Genesis 34-36

Good morning! Today’s scripture (Genesis 34-36) begins with a dreadful story in chapter 34, the rape of Dinah. To its original Hebrew audiences, this story was perhaps a warning about the misbehavior of non-Jews (“see what trouble is caused when Shechem has his way with one of our daughters?”), or a valorization of righteous violence (“look at the lengths to which our heroes go to defend the honor of our people!”). But to my ears now, the existence of this story itself is the cause for alarm (“see what barbarity is authorized when humans divide people into the righteous ‘Us’ and the unholy ‘Them’?”). Other passages of the Bible sound like this (the end of Esther, for example), and in order to see any of this as “Good News” I have to understand it as God’s cautionary tale—right here in the Bible—of how violence begets violence, and none is righteous in the end. I prefer the softer novelization of this incident in The Red Tent, but this is the gritty Bible we have (which more closely resembles the world we have). Another chance to be thankful this is not history but religious ideology, yet also to lament that something such as this might even be practiced at all in the name of God.

Genesis 35 opens with a caution against foreign gods among the people (a major fascination in later books), a repeat of God’s appearance to Jacob at Bethel, and another declaration of the name change to “Israel”. Note that Jacob raises up a stone pillar and anoints it here too, calling it again “Bethel” or “house of God”—all resonances of the earlier appearance to Jacob in a dream by night (Genesis 28). Jacob’s last child (Benjamin) survives the death of the beloved Rachel, which makes him extra-special in Jacob’s eye. (More on that in the Joseph story we begin soon.) We have the first full listing of Jacob’s sons, and see the reunion with his father Isaac before Isaac’s death.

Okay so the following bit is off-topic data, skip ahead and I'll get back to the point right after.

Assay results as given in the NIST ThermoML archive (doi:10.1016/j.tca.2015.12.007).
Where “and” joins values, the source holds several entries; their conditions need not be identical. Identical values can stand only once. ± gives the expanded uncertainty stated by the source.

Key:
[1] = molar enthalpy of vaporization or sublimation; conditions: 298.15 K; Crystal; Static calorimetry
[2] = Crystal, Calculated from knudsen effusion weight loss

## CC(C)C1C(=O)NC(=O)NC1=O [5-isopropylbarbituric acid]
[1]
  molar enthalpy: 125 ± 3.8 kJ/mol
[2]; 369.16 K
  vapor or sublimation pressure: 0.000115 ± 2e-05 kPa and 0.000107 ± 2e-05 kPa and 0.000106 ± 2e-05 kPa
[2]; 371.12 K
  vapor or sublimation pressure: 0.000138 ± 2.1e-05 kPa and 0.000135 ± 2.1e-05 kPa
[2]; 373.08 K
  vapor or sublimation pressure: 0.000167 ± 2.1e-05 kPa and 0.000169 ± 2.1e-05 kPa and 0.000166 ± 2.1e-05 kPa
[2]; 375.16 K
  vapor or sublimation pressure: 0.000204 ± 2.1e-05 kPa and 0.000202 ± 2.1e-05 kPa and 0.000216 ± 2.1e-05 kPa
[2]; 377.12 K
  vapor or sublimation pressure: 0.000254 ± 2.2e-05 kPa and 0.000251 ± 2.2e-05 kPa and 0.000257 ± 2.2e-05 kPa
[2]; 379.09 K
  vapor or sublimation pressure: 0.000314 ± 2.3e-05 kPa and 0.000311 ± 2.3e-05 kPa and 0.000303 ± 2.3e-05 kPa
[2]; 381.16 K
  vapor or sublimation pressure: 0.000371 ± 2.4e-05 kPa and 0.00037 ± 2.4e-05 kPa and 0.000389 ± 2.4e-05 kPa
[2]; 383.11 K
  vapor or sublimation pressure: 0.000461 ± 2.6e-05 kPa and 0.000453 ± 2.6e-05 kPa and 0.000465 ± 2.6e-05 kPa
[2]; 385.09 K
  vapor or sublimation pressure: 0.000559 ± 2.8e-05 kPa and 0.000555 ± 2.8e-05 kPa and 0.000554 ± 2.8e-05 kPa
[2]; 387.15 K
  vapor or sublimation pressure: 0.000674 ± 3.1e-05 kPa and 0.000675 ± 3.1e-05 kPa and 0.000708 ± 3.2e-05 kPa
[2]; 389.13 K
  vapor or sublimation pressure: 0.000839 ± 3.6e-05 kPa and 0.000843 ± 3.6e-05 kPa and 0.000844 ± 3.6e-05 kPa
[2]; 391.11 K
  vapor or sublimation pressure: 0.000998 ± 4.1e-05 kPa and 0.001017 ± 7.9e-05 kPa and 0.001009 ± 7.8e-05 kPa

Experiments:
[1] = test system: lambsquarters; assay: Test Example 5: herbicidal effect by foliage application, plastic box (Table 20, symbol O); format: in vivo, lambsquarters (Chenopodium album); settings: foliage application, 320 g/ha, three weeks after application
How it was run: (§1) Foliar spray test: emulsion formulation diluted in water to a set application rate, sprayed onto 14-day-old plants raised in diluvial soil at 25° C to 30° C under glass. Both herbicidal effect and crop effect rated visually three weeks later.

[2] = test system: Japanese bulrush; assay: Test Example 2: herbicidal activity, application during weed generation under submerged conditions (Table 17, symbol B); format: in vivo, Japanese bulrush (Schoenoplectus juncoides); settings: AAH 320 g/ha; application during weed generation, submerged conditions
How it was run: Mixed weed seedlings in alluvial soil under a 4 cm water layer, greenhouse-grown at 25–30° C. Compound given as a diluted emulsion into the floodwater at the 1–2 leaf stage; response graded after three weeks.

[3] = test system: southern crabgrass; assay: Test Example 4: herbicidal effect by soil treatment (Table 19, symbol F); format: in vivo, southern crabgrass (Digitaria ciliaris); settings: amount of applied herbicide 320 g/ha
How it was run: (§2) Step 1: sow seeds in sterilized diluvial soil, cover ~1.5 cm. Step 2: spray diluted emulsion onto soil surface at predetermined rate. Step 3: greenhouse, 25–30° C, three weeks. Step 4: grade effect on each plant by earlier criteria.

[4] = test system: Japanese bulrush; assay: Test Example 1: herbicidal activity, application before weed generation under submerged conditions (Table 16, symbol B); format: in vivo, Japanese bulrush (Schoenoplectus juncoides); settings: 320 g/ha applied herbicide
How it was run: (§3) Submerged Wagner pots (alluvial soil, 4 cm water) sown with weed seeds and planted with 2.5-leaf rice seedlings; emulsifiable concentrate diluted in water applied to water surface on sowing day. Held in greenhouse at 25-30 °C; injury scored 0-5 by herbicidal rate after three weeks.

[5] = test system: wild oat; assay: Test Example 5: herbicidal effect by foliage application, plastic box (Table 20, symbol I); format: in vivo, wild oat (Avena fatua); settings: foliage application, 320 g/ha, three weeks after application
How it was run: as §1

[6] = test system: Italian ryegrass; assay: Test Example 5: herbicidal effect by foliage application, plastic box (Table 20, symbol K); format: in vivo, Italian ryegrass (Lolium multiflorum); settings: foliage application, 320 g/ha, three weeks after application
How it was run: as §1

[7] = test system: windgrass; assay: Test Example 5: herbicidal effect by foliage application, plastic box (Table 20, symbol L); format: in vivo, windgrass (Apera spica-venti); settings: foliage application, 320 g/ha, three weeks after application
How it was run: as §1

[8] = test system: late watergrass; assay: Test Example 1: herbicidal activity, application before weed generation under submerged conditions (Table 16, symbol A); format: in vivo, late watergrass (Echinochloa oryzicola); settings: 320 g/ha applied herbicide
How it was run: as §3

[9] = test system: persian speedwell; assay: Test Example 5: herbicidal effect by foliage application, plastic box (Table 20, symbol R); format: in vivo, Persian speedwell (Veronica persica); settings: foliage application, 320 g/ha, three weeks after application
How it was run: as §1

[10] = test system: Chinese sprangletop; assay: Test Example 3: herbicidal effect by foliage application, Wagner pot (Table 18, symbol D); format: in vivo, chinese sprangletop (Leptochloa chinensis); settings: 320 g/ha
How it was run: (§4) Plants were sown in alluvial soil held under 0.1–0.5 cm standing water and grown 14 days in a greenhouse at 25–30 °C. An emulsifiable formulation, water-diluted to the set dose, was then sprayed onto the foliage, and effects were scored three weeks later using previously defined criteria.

The descendants of Esau described in chapter 36 become the people of Edom, which is denounced in later Hebrew books like Obadiah. The only other thing to note in this chapter is the suggestion of resource scarcity, which required wealthy Esau to live apart from wealthy Jacob. The ecological consequences of abundance have already played a role in biblical conflicts. They foreshadow the resource wars of today, including in the same part of the world.

Read Genesis 34-36.

Please join discussion of this passage at the Daily Bible Facebook group, or comment below. Tomorrow’s passage is Genesis 37-39. Thanks for reading!

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